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Fire Boat Shows Off Marine Pump

June 18, 2010

Canadian Built Tampa Fireboat in Action

A multi-million dollar vessel owned by the Tampa Bay Fire Department in Florida boasted its cutting-edge pumping technology on Wednesday morning, when it put out a major fire at the Port of Tampa.

Early on June 16, several rubber conveyor belts at the port went up in flames, and the Patriot, the new fire boat, came to the rescue, myFox Tampa Bay reports. “With this vessel, the way that it’s built, its set up not only as a fire fight vessel but also as a command and control vessel,” Captain Bill Wade told the news source.

“[The firefighters] can control the situation from their side and make sure that fire crews are acting safely, because fighting a ship is much different than fighting a fire in a building.” Among its features, the Patriot can pump a total of 13,500 gallons of water per minute, which is the equivalent of nine fire trucks.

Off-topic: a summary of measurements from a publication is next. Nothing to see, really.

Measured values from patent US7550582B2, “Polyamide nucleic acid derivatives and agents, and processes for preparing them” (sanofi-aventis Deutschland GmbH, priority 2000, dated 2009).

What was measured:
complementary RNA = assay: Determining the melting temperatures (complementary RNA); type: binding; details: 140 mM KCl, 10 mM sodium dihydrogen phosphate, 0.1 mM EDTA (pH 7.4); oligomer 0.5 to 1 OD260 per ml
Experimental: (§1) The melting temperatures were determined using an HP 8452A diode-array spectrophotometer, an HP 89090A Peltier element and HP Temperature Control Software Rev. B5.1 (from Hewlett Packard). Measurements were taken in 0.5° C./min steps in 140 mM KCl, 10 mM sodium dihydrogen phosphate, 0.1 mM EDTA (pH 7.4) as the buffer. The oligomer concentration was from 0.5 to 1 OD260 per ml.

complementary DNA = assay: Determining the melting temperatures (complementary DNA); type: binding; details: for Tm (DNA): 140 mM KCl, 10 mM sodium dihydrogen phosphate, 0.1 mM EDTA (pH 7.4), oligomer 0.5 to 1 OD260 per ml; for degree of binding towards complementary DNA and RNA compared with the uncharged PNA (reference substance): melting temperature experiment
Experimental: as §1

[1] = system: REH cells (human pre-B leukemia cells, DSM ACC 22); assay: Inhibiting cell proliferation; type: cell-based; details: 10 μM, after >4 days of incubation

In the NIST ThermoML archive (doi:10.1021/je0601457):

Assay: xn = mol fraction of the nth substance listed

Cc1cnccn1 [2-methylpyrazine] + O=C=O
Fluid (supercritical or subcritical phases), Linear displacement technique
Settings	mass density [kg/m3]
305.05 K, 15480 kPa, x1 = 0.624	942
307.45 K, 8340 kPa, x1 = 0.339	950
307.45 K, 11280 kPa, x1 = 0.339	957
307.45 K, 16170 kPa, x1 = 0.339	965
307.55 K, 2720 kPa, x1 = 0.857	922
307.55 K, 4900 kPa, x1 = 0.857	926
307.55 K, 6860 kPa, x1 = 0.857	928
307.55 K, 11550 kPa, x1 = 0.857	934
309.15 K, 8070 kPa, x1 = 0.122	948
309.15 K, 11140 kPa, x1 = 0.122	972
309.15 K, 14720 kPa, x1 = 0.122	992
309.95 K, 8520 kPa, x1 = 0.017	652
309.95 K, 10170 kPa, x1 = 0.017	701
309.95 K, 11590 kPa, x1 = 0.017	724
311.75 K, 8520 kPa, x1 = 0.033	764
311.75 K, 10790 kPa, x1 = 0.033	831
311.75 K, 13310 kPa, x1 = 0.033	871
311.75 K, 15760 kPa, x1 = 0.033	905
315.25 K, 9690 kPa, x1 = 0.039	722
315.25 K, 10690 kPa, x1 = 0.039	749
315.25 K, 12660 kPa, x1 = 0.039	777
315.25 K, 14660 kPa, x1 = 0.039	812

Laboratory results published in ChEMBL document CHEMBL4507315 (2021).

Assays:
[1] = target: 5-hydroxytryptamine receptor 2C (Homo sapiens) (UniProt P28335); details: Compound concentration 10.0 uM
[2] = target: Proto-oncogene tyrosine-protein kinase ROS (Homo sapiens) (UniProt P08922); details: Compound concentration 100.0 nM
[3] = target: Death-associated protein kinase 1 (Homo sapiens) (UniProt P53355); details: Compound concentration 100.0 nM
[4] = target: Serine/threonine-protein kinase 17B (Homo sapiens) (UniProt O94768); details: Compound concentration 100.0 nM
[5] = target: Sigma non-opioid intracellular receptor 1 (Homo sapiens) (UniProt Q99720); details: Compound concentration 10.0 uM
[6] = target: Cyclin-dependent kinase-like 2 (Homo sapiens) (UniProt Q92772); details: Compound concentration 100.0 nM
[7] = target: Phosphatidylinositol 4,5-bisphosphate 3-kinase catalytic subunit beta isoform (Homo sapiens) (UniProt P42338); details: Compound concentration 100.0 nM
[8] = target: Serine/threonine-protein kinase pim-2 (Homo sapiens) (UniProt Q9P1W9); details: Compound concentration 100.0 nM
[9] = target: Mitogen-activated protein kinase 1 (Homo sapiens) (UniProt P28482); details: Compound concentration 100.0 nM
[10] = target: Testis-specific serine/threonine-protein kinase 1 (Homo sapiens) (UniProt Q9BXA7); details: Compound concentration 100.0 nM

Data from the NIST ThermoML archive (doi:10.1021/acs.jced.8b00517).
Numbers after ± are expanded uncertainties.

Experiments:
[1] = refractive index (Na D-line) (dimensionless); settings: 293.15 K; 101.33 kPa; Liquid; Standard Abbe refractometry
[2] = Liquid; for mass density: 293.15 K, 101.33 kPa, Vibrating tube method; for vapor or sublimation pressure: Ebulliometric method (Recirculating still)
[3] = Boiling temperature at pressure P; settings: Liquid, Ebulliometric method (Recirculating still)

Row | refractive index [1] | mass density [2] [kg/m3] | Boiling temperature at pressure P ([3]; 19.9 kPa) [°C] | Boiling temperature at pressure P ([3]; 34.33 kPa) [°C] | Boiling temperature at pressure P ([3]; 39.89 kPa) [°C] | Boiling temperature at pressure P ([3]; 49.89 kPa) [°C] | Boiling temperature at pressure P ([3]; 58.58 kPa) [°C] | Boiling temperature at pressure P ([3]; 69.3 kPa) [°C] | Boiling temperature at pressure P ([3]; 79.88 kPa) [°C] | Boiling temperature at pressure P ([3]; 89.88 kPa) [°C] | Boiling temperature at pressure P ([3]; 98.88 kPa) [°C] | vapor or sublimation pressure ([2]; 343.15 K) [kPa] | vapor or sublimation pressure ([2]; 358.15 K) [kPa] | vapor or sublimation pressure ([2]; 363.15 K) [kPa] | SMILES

While recreational boaters don’t need the high magnitude of pumping power required by the fire department, marine pumps nonetheless prove useful to all boat owners. A modern 40’ vessel may have a dozen pumps or more, serving a myriad of functions aboard a modern yacht.

Bilge Pump

An electric bilge pump can remove water that accumulates in a bilge at a rate of about 60 gallons or more per minute. Fuel transfer pumps are typically vane pumps that offer reversible operation. Engine driven pumps can serve for engine cooling, or exhaust cooling. Freshwater pumps can supply water to all the fixtures aboard, transfer water, be used in a bait-well or deck wash-down situation. Finally, macerator pumps and be used to grind waste from a marine toilet, eventually pumping out the slurry mixture when the boat is docked.

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